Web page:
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Pecan trees

North Alabama, in particular the Tennessee Valley region, is primarily an agronomic crop production area. Commodities such as corn, wheat, and soybeans are important to the area and it is home to virtually all of the states’ commercial apple production. While it is a great area for many crops, many pecan cultivars are not suitable for the area.

State Production

Alabama’s current commercial pecan production is restricted mainly to the Gulf Coast and the lower third of the state. Land developers planted orchards in the southeastern portion of the state in the early 1900s and marketed these to small farm families. Many of these orchards still exist today and a few are still in production. A small remnant population of native pecan trees remain in west central Alabama. Most of these trees are along flood plains and in the Black Belt prairie west of Selma.

Challenges for North Alabama

Most of the existing pecan trees in north Alabama were planted between the 1940s and 1970s. The trees consist mainly of seedlings and cultivars most popular during that time period. Stuart cultivars were extremely popular at that time and some home orchards growing these cultivars still occasionally have a decent crop in mild scab years. Unfortunately, Stuart is extremely attractive to the pecan phylloxera. These and other pests, such as pecan weevils, have become serious pests for home growers.

Pecan scab is a challenging disease for pecan production in north Alabama. Susceptible cultivars require regular fungicide sprays to control this disease. It seems that when fungicides are applied, the disease is somewhat easier to control. However, as trees get larger and the tree canopy becomes denser, diseases are more difficult to control.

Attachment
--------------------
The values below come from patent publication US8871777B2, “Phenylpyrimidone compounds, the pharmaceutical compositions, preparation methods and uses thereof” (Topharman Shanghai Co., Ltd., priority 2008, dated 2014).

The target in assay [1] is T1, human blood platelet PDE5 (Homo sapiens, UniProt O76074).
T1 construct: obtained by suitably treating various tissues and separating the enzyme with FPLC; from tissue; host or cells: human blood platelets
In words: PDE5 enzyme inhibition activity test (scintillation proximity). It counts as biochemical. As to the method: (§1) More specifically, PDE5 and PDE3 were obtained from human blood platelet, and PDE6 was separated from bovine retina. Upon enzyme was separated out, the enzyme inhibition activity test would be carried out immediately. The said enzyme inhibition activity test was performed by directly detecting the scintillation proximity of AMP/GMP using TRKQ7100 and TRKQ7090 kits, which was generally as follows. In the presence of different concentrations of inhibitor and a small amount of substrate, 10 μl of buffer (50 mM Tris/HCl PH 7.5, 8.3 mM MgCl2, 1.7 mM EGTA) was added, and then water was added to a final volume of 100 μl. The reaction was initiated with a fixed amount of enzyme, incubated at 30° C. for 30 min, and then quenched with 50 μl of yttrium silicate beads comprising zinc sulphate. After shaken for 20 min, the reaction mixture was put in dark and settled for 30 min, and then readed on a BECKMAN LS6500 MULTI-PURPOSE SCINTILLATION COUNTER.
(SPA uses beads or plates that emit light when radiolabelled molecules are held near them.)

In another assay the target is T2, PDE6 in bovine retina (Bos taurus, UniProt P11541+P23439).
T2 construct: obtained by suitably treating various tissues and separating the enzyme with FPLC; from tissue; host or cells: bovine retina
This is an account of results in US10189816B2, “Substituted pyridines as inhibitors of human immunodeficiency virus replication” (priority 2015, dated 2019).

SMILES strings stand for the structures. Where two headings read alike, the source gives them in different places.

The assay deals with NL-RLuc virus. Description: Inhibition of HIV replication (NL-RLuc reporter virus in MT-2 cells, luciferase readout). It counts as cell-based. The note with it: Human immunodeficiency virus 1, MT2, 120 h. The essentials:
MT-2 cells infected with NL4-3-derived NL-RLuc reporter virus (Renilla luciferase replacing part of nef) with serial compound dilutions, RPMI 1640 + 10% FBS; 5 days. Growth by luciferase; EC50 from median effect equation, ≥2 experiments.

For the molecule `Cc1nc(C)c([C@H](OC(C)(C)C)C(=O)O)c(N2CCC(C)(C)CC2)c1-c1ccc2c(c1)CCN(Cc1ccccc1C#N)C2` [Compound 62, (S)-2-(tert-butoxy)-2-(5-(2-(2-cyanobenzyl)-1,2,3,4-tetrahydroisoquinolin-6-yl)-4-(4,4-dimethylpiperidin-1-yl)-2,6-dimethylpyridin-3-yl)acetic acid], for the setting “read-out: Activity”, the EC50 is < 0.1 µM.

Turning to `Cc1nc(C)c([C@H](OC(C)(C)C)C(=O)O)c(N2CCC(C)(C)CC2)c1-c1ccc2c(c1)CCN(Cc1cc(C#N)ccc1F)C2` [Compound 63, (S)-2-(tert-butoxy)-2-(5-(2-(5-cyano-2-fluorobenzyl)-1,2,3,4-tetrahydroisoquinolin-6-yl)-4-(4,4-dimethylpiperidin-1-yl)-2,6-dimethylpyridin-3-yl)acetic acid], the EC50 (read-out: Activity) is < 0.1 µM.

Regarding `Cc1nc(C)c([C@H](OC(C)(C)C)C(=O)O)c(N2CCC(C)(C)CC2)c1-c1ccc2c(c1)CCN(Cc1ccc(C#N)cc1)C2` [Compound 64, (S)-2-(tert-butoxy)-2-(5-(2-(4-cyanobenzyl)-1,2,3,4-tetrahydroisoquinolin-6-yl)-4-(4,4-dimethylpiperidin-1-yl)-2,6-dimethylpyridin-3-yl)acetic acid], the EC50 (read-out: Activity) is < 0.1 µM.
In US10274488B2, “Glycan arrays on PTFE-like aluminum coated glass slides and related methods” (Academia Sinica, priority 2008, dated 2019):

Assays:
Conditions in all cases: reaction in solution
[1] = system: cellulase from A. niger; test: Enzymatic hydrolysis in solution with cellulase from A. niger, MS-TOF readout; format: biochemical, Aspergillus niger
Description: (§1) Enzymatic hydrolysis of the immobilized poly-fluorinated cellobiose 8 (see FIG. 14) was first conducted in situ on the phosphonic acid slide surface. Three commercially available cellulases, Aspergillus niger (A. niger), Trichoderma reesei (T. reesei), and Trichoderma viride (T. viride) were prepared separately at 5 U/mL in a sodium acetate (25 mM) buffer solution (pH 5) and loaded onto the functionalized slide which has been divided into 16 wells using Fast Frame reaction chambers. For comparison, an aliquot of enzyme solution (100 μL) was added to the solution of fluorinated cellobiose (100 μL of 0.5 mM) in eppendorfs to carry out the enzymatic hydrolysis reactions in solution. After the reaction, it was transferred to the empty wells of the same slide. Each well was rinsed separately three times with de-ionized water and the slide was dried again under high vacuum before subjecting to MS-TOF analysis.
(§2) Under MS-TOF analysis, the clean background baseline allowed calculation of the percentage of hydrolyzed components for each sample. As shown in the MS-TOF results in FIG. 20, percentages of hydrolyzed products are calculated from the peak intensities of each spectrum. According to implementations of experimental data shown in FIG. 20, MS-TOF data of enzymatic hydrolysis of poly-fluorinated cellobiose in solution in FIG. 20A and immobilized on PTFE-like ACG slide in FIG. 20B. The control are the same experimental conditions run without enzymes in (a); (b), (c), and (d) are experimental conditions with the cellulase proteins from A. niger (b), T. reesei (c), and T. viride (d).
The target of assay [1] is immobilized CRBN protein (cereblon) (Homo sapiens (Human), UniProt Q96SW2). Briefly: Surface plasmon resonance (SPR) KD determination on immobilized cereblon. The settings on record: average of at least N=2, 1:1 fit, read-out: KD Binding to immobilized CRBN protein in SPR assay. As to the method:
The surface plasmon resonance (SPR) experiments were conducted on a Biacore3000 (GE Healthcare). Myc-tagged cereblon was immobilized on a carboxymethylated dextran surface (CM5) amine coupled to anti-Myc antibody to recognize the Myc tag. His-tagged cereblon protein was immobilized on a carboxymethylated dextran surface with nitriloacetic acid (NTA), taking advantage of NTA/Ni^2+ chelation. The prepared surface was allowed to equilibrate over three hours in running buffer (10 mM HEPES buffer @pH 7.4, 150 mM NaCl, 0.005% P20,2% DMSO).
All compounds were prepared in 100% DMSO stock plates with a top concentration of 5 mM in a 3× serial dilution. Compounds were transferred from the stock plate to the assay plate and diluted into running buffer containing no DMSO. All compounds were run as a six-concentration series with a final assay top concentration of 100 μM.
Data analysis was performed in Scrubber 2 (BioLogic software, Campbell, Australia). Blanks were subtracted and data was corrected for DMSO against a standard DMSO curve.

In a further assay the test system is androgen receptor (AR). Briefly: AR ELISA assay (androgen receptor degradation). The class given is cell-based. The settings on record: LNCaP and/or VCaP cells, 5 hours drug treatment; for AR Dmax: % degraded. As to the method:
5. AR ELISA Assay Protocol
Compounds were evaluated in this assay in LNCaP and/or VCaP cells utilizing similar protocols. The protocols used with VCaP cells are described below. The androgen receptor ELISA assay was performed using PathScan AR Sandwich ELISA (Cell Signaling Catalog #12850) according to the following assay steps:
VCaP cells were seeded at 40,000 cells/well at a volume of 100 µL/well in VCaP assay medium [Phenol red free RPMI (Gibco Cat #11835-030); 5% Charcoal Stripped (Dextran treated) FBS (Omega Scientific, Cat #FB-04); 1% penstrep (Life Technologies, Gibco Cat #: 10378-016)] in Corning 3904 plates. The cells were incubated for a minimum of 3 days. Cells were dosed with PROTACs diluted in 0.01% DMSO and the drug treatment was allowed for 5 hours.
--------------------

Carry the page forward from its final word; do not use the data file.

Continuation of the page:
Looking Forward

There is currently no formal pecan research projects in north Alabama. When available, Extension professionals are collecting and observing a number of new cultivars and promising seedling cultivars in various locations in the region. They also continue to work with commercial and home growers in the area and in Tennessee.

With the introduction and availability of earlier maturing pecan cultivars, pecans may become a more attractive option for some dedicated growers in more northern or non-traditional growing regions. North Alabama has abundant water resources, suitable soils, and a proper climate for growing these new cultivars. However, the limiting factor in the area is land availability. Current cash rent for cropland ranges from $90 to $175 per acre. Competition from urban development is also a factor. Nevertheless, several new commercial orchards are being established in North Alabama.

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